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Rough Wildfire Season Ahead for West With Building Drought

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The Fawnskin fire burns on steep, rocky terrain on the north shore of Big Bear Lake in San Bernardino County, Calif. In April 2013. (Image credit: Alan Clark)

This article was provided by AccuWeather.com.

While wildfires are inevitable in the West during the summer, this year the season has the potential to be worse than average.

Drought, which began last summer, become significantly worse over many areas of the West this winter. The drought is showing few signs of improvement this spring.

Only portions of Wyoming and Colorado to the central High Plains have had some moisture-rich storms of late.

Long-term indications are that these storms will break off in the weeks ahead and are not a sign of wetter times through the summer. This year's drought will shift farther west, compared to last year, which focused from the Plains to the Midwest.

According to Expert Senior Meteorologist Paul Pastelok, head of AccuWeather.com's Long Range Forecasting Department, "The latest indications are that the core of heat and drought for the summer of 2013 will focus from the High Plains to California and will expand into the Northwest and the northern Rockies."

The region is likely to have many critical Fire Weather days, which are defined by the National Weather Service as days in which the relative humidity is at or below 15 percent, winds are 20 mph or higher and the fire danger is rated at a high or extreme level.

"As the summer progresses, we believe thunderstorms will begin to fire over the Southwest, associated with the monsoon, but moisture may be limited moving farther north to a point over the West," Pastelok said.

While the storms will provide a source of moisture to a small fraction of the region, lightning strikes from the storms will ignite wildfires. Many of the storms will not bring significant rainfall to a broad area.


Extreme heat is forecast over a large part of the West this summer. Last summer, Denver officially hit 100 degrees 13 times. This summer has the potential to bring just as many, if not more, 100-degree days. It could be a similar story for Salt Lake City, which had 11 days in which temperatures hit 100 degrees or higher.

The higher the temperature, the lower the humidity. The dry air and extreme temperature increase the flammability of the brush.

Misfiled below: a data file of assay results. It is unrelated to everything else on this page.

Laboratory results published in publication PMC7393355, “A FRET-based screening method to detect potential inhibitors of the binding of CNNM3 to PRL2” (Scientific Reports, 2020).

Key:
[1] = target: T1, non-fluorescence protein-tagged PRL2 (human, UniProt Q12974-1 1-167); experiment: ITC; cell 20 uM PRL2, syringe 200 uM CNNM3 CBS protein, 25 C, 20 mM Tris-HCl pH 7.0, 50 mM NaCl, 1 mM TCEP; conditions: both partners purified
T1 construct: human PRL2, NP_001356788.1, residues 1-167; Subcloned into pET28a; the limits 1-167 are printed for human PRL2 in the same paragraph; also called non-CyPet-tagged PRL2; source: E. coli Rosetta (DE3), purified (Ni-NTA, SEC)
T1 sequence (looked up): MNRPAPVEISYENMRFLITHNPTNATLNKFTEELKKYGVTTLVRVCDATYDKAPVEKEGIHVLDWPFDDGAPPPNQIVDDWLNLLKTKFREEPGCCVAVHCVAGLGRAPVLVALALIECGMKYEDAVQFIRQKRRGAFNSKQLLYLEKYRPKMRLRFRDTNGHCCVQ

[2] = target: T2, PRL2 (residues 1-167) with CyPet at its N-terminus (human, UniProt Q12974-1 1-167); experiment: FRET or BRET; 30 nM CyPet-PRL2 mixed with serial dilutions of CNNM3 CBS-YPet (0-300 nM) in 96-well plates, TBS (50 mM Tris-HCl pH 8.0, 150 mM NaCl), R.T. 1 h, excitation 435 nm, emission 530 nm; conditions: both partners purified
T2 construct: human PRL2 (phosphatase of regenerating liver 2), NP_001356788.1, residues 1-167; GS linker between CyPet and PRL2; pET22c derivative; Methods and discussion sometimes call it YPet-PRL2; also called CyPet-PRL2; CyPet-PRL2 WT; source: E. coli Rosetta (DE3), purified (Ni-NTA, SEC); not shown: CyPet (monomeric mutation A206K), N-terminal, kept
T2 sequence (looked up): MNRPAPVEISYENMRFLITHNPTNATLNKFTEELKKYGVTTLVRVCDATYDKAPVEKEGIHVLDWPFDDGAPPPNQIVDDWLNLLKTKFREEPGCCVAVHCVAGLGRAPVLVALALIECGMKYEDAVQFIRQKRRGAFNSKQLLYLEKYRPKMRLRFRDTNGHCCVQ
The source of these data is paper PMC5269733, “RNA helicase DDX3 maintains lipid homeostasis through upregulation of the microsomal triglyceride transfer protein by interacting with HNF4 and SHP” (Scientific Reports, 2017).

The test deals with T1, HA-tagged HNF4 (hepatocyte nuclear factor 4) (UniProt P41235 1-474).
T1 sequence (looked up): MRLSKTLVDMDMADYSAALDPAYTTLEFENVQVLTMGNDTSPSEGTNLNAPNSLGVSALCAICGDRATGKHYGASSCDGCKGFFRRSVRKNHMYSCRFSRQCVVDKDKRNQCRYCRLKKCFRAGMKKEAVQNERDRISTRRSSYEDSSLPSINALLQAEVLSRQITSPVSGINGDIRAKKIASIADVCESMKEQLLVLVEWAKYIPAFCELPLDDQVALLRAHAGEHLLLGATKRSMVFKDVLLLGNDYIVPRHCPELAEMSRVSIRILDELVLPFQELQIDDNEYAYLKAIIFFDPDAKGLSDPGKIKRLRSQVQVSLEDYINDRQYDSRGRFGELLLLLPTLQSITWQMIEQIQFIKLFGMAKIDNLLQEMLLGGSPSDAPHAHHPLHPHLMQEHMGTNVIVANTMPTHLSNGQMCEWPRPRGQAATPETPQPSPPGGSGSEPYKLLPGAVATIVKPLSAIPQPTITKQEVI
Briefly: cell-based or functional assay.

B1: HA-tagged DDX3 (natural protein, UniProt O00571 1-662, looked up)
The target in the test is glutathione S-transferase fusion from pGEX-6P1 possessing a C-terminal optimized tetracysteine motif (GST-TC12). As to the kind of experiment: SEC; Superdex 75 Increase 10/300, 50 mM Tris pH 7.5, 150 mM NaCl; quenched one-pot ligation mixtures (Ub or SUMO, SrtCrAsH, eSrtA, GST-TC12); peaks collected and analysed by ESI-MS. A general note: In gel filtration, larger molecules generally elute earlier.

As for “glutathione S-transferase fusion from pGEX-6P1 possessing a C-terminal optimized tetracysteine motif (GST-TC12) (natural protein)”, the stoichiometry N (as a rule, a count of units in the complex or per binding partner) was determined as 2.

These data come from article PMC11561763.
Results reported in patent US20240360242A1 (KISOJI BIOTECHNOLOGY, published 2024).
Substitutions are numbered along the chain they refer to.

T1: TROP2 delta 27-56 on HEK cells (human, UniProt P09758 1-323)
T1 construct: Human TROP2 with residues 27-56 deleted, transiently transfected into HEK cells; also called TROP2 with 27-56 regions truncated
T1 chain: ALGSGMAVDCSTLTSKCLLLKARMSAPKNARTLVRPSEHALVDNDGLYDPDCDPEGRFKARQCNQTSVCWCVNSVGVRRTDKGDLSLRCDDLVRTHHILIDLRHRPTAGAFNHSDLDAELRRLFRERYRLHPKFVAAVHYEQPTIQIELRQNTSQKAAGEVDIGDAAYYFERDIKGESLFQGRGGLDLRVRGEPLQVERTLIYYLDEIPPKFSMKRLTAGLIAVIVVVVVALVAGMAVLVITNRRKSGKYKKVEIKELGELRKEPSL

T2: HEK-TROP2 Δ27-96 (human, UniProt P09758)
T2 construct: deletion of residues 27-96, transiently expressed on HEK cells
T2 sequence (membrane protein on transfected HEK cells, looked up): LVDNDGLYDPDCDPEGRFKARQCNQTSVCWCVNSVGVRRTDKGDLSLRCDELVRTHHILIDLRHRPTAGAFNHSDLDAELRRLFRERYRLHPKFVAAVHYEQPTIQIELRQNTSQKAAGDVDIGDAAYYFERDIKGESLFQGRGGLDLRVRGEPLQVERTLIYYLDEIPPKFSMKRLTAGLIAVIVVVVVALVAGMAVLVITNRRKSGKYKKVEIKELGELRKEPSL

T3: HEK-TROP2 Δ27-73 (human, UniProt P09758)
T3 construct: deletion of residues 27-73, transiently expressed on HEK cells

Adding to the danger of the dry brush is the bark beetle over western forests, which is killing scores of trees and creating more dry fuel for the fires.

Budget cuts to the U.S. Forest Service could also play a role, by limiting the amount of firefighters and lowering the amount of acreage set aside for hazardous fuel reduction.

The Forest Service estimates to have substantial cuts this year, and over half of those cuts could be shouldered by wildland fire management.

While one area may be favored over another for wildfires and thunderstorms, there is still the potential for a random stray storm or careless human activity in the region.

Even though available firefighters will be positioned in key areas, there is the potential for a large fire breaking out and rapidly spreading in an area with limited coverage.

According to the National Interagency Fire Center (NIFC), on average, wildfires burn 4.3 million acres each year in the U.S. Last year, 9.3 million acres burned.

An area of high pressure is projected to set up at most levels of the atmosphere, centered over the Four Corners region this summer. Last summer, the high set up farther east, over the central Plains.

A pattern such as this represents an area of sinking air and warmth at the surface and aloft. The combination makes for a very stable atmosphere and tends to prevent thunderstorm activity initially. However, as the pattern progresses, moisture can circulate into the high from the outside. Such moisture can lead to thunderstorm formation over the mountains.

The full AccuWeather.com forecast for the Summer of 2013 will be released in a couple of weeks.

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